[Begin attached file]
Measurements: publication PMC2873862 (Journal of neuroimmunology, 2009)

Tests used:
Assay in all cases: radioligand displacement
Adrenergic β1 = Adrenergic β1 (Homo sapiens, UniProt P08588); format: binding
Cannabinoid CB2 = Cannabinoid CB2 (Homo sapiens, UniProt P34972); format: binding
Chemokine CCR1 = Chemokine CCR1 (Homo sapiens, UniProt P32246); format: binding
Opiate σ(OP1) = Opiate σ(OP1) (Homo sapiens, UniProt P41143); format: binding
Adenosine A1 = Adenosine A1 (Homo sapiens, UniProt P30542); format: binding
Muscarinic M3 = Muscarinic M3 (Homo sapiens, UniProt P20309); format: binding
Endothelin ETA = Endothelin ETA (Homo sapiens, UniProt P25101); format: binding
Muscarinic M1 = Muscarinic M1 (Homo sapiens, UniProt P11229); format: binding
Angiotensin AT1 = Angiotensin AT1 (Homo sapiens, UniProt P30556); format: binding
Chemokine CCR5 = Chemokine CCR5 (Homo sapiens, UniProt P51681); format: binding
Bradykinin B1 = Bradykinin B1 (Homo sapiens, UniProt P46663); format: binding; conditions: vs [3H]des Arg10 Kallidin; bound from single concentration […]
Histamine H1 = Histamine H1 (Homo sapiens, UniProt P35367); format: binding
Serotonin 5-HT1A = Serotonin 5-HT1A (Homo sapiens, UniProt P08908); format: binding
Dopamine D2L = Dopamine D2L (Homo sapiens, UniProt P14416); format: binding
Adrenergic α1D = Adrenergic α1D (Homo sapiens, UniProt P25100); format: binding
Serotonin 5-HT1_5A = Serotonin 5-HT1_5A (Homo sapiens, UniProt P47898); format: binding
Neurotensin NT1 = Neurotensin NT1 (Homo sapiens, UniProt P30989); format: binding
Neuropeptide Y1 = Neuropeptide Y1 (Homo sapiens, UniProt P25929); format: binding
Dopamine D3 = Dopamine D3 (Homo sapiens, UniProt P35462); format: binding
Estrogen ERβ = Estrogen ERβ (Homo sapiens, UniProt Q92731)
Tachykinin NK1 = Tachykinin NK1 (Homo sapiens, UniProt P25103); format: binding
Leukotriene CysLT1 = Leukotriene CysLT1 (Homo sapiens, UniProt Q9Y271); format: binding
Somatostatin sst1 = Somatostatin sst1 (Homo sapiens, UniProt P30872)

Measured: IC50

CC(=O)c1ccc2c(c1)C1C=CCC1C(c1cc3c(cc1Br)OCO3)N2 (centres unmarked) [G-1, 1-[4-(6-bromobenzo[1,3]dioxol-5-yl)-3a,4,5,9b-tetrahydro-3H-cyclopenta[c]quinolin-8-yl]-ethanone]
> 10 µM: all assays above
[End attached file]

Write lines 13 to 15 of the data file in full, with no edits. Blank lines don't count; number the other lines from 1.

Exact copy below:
Chemokine CCR5 = Chemokine CCR5 (Homo sapiens, UniProt P51681); format: binding
Bradykinin B1 = Bradykinin B1 (Homo sapiens, UniProt P46663); format: binding; conditions: vs [3H]des Arg10 Kallidin; bound from single concentration […]
Histamine H1 = Histamine H1 (Homo sapiens, UniProt P35367); format: binding